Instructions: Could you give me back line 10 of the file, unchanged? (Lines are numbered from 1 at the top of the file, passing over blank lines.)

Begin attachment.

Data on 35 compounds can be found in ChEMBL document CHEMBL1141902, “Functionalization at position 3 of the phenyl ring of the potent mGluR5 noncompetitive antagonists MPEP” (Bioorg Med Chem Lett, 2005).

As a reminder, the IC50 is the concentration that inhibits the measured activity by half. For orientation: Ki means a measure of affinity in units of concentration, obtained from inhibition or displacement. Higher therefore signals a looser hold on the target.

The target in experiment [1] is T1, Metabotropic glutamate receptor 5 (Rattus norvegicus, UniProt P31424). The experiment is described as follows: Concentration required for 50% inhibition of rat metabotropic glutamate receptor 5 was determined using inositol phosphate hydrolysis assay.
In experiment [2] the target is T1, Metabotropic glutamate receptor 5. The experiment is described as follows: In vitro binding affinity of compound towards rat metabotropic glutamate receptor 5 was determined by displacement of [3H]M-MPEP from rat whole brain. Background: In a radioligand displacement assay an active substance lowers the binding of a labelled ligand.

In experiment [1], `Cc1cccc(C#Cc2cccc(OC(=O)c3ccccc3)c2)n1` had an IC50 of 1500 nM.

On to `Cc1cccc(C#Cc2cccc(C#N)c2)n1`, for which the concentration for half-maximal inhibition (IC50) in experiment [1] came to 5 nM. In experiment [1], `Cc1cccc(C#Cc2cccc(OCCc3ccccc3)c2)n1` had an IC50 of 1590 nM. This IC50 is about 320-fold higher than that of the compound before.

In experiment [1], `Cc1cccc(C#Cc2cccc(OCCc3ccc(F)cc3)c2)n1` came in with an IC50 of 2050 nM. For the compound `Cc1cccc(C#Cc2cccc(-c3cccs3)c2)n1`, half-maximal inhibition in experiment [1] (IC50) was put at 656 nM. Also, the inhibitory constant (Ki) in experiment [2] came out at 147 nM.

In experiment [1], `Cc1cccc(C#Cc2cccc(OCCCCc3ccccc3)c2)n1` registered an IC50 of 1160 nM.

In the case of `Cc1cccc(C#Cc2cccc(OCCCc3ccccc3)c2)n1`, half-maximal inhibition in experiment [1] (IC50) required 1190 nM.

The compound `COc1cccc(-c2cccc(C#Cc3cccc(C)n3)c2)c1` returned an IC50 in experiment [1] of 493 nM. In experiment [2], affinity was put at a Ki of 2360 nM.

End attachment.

The compound `COc1cccc(-c2cccc(C#Cc3cccc(C)n3)c2)c1` returned an IC50 in experiment [1] of 493 nM. In experiment [2], affinity was put at a Ki of 2360 nM.